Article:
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Winter’s Here. Is Your Luxury Home Properly Insured?

February 14, 2019

The world is filled with standard homeowners’ insurance policies that do a fine job of covering all of the things you’d expect. But there also are homeowners’ insurance policies for luxury homes that protect you in the way, say, a coat built for mountaineering might.

With winter finally baring its teeth lately, owners of a luxury home covered by a more comprehensive policy will definitely have less to worry about.
CCIG’s Mike Rosser.

The difference isn’t always visible to the untrained eye. But with winter finally baring its teeth recently, luxury homeowners covered by a more comprehensive policy will definitely have less to worry about.

To get technical for a moment, what we’re talking about in insurance parlance is “all-risk” coverage vs. “named peril” coverage.

A named peril policy covers only what is specifically noted in the policy. When coverage is written on a named peril basis, the burden is on the insured to prove that one of the named perils caused the loss. An all-risk or open peril policy covers everything except what is specifically excluded in the policy.

So let’s imagine the worst-case scenario for a moment. Say your home sustained some serious damage in a storm that just blew through. Here’s the sort of expenses that an all-risk policy would cover with little muss or fuss:

Additional Living Expenses: If a covered loss to your house, other permanent structure or contents makes the dwelling(s) uninhabitable, your policy would cover reasonable increases in your normal living expenses, which could include:

  • temporary residence;
  • hotels, meals and transportation;
  • pet kenneling;
  • replacing lost fair rental value, or
  • other increases to normal living expenses, as described in the policy.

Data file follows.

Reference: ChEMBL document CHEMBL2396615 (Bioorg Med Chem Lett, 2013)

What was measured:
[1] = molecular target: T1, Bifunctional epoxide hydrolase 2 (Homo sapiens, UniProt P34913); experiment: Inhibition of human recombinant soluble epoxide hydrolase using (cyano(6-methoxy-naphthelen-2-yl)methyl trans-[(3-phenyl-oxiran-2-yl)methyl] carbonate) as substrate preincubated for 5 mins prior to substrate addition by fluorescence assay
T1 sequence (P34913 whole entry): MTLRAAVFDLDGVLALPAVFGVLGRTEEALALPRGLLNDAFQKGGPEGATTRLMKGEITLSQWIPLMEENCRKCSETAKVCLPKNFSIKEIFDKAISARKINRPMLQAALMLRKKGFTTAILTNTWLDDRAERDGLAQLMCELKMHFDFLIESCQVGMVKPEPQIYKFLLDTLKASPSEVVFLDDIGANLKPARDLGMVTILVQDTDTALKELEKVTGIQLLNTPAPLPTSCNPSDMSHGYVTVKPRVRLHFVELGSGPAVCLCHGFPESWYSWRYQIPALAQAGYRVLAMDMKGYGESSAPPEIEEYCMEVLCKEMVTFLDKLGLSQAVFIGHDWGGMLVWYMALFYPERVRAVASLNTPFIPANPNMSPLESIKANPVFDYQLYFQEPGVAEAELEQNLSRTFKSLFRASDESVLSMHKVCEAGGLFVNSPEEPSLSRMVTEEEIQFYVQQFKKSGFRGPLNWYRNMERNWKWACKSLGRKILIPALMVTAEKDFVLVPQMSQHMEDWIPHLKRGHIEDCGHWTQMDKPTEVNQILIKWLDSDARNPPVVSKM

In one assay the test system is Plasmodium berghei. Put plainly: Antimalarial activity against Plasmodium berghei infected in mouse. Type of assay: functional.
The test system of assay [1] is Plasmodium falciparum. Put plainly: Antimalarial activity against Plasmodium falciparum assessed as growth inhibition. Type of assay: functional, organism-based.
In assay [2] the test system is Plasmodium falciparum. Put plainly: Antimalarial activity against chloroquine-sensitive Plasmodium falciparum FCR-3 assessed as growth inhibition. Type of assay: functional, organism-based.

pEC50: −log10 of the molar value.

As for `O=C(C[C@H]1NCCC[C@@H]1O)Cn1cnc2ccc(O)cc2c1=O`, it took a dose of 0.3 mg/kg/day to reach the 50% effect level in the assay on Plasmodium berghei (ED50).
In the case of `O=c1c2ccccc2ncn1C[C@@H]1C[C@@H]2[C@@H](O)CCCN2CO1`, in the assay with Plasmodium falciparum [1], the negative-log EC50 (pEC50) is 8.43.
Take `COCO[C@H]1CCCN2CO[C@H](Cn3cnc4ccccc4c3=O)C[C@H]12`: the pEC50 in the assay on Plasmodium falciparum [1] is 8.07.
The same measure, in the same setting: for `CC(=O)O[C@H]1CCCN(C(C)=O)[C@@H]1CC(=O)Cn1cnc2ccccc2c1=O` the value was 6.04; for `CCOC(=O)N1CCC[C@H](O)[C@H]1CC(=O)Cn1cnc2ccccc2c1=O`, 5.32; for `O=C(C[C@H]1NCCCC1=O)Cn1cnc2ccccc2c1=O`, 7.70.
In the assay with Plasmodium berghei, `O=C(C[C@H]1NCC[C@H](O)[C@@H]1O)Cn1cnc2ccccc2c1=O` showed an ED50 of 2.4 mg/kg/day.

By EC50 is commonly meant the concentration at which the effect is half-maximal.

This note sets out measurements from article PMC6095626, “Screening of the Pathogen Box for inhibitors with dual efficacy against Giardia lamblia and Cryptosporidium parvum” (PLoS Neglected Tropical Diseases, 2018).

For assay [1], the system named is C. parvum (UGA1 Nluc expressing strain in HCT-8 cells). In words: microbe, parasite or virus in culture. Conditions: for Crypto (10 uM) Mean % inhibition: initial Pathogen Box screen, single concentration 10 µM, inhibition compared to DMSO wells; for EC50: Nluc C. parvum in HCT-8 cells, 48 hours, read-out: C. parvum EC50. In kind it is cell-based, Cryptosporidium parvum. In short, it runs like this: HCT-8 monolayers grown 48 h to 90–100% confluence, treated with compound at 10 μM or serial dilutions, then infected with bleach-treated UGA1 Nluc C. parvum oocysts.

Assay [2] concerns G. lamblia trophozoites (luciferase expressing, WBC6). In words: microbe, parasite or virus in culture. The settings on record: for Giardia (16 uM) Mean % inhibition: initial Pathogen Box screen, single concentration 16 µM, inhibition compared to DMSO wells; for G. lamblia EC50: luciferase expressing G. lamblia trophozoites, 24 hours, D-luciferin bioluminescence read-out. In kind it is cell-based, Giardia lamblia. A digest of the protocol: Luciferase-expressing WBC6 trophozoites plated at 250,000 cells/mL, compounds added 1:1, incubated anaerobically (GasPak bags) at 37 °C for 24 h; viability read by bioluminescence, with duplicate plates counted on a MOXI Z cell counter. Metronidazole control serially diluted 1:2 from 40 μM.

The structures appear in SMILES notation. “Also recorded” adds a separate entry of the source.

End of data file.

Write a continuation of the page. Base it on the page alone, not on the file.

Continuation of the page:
Temporary Precautionary Repairs: After a covered loss, your all-risk policy would cover temporary precautionary repairs to protect the home, contents, or other structures from further damage.

Debris Removal: A better policy would cover the cost to demolish damaged property and remove debris.

Forced Evacuation: If you are forced to evacuate your home or other permanent structure as a direct result of a covered loss or a reasonable threat of a loss covered under the policy, you may be covered for the reasonable increase in normal living expenses for up to 30 days.

Tree Removal: Unless covered elsewhere under the policy, the insurance company also would pay the reasonable expenses you incur to remove trees fallen due to wind, hail, sleet, or weight of ice or snow.

Food Spoilage: If you have coverage for Contents, it also may cover the cost of spoiled food and wine caused by power interruption.

What else? Well, let’s assume the next storm drops so much snow that your roof somehow caves in and that damage is extensive throughout the house. The sort of robust policies we’re talking about include what’s known as “extended replacement cost.”

That means the insurer will pay to have your home repaired or rebuilt to its original condition – even if the cost exceeds your policy limit.

With such a wide selection of carriers and policies to choose from, finding the right home policy isn’t easy. That’s especially the case when getting into specifics with premiums, coverage limits, deductibles, exclusions, endorsements, etc. What is clear, however, is that the coverage terms and limits found in a standard policy are likely to leave owners of more expensive homes out in the cold.

Mike Rosser leads the Private Client Group at CCIG. Reach him at or 720-212-2068.

CCIG is a Denver-area insurance brokerage with the full-service capabilities of a national brokerage. We do more than make sure you have the right policy. We also help you lower your long-term cost of insurance with our risk and claims management expertise and a commitment to service excellence.


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